Monkeypox: What you should do if you suspect you might have the virus

The WHO is responding to the outbreak of monkeypox virus as high priority, although the risk to the general is low.

As of last Friday, May 27, the UK had recorded 90 cases of the monkeypox virus, according to the country’s Heath Security Agency. The total number of cases across the world has risen to 225 during that period, an issue of concern for scientists as it indicates the disease is spreading in countries where it is not endemic. Although the risk to the public is low, people have been infected tend to be seriously ill.

Monkeypox virus

Monkeypox is a rare virus of the same family as smallpox and can cause symptoms including high temperature, aches, chills and an often painful rash. These rashes which start off as raised spots that turn into fluid-filled blisters, usually begin on the face before spreading to other parts of the body.

For most people, these symptoms tend to clear in two to four weeks. The disease is usually mild with rare deaths - there’s not been any reported deaths in the current outbreak. Reader in Virology at Imperial College London, Dr Michael Skinner said:

Monkeypox seems to require close contact to spread. We’ve seen infection of close family or household members and carers in hospitals, which might also include intimate contact. Depending on the stage of infection, close range respiratory or droplet transmission can probably occur.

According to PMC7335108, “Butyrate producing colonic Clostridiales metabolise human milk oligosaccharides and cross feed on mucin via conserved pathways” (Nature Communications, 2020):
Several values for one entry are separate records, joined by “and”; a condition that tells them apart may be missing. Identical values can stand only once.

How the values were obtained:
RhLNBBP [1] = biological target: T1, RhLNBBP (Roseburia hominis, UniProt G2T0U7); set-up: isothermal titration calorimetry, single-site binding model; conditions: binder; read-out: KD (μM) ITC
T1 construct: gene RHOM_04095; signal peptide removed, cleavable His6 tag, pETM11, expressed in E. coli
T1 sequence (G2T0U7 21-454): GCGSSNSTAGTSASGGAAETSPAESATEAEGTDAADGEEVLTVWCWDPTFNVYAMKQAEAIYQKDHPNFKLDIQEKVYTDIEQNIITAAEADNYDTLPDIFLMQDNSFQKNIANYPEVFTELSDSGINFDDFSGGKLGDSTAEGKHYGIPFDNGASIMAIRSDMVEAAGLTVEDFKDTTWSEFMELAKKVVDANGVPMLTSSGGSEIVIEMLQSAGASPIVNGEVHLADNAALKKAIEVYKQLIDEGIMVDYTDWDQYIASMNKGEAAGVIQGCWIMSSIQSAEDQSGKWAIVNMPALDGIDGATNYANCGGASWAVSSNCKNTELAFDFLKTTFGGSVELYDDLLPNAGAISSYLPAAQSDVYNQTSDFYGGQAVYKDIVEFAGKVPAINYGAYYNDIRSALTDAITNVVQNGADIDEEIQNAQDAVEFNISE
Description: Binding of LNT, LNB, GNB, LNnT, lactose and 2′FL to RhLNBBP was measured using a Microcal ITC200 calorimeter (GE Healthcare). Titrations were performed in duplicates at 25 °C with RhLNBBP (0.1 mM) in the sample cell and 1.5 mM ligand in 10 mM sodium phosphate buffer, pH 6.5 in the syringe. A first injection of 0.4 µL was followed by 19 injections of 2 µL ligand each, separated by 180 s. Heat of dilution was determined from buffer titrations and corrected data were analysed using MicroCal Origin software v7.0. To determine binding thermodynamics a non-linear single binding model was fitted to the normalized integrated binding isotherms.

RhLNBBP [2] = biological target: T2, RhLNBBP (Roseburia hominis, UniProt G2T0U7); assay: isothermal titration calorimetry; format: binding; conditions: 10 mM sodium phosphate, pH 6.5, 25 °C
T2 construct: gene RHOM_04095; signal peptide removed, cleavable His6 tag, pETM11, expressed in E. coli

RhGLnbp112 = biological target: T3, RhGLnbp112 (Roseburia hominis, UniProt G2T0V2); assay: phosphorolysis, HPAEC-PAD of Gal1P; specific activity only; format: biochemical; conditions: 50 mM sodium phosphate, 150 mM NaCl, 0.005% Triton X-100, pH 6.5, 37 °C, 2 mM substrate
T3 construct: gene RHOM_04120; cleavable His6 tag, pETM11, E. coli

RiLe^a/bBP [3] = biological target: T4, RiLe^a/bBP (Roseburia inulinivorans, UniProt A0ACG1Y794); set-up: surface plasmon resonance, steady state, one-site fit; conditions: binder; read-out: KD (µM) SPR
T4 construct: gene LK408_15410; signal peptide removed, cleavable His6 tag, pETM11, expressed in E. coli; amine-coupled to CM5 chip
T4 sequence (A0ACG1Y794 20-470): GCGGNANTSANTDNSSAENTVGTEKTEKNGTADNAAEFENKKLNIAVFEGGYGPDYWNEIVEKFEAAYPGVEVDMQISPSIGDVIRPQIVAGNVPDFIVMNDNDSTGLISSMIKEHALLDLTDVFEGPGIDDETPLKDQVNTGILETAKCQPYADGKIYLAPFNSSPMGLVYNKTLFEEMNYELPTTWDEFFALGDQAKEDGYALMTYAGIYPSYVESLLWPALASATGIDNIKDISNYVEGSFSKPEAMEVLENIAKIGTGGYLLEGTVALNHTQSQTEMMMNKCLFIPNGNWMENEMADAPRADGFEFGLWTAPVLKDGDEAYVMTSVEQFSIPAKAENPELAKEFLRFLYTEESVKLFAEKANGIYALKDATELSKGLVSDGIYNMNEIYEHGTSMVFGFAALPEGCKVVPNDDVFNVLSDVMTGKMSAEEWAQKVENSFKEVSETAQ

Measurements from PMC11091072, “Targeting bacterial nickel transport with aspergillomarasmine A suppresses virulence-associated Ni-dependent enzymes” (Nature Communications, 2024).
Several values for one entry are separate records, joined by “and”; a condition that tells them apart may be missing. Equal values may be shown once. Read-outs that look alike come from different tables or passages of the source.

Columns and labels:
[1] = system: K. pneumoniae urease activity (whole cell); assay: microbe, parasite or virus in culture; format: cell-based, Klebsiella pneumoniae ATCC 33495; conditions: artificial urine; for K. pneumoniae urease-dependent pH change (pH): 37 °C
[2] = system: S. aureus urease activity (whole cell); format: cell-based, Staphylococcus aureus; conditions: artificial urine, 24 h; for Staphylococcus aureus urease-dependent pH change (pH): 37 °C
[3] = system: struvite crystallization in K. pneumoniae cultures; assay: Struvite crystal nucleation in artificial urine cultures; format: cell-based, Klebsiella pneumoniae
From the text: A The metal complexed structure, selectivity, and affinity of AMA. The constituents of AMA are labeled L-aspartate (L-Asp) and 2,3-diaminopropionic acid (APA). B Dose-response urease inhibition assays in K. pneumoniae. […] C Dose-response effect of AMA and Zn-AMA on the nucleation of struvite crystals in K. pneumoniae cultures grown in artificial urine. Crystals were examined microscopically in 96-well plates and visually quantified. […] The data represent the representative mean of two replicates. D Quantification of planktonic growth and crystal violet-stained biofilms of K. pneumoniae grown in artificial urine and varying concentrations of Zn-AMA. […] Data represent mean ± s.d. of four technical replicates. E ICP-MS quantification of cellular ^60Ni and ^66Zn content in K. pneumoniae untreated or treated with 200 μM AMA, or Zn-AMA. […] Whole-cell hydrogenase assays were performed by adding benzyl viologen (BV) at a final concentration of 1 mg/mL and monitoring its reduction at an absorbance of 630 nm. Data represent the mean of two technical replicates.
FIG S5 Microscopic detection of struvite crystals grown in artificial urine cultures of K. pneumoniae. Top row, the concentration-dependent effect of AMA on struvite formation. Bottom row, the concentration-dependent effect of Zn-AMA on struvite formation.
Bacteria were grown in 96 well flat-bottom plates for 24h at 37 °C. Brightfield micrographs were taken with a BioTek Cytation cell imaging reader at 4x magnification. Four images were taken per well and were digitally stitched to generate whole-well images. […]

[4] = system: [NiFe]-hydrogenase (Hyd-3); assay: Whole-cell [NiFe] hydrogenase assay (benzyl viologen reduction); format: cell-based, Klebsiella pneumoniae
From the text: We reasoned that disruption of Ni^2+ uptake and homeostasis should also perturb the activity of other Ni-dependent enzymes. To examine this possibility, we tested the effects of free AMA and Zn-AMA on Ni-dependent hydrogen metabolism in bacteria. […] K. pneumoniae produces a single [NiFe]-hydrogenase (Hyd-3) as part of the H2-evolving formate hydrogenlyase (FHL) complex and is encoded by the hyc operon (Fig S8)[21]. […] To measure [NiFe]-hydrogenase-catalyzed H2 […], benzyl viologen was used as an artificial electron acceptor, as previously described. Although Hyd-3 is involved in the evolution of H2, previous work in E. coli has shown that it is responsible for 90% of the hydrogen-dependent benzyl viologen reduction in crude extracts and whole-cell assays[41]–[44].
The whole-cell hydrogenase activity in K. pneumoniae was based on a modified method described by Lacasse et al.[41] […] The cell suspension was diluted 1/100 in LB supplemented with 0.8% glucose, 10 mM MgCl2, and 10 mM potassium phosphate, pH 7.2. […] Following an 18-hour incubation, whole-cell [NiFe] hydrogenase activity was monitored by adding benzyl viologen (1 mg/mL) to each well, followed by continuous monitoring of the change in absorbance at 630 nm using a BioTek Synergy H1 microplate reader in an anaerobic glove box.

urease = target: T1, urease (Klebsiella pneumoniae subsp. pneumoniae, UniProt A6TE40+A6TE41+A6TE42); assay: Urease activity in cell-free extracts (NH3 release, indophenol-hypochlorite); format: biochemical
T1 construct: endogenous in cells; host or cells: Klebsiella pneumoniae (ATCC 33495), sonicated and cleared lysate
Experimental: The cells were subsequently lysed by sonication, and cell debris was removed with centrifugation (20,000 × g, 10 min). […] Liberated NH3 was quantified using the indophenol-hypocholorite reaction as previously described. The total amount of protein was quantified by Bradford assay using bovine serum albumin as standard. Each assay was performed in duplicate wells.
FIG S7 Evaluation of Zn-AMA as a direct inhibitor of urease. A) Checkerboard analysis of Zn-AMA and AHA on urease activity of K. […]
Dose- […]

He added that direct contact with lesions could also transmit the virus which might enter the body by the mouth.

Getty/ Md Saiful Islam Khan

What you should do

The World Health Organization has described the current outbreak as 'containable' with low risk to the public. The majority of the cases that have been recorded in Europe have been found in men who have sex with men, but health officials say it will be inaccurate to label it as an STI.

UKHSA is advising the UK public to be alert to any new rashes or lesions on their bodies. Chief Medical Adviser Dr Susan Hopkins said:

If anyone suspects they might have rashes or lesions on any part of their body, particularly if they have recently had a new sexual partner, they should limit their contact with others and contact NHS 111 or their local sexual health service as soon as possible, though please phone ahead before attending in person.

Read more:

Monkeypox: WHO recommends Covid-19 measures to contain the virus

Monkeypox: Experts suspect the disease could be sexually transmissible

Monkeypox: The signs and symptoms of the virus detected in the UK

Monkeypox: The signs and symptoms of the virus detected in the UK Monkeypox: The signs and symptoms of the virus detected in the UK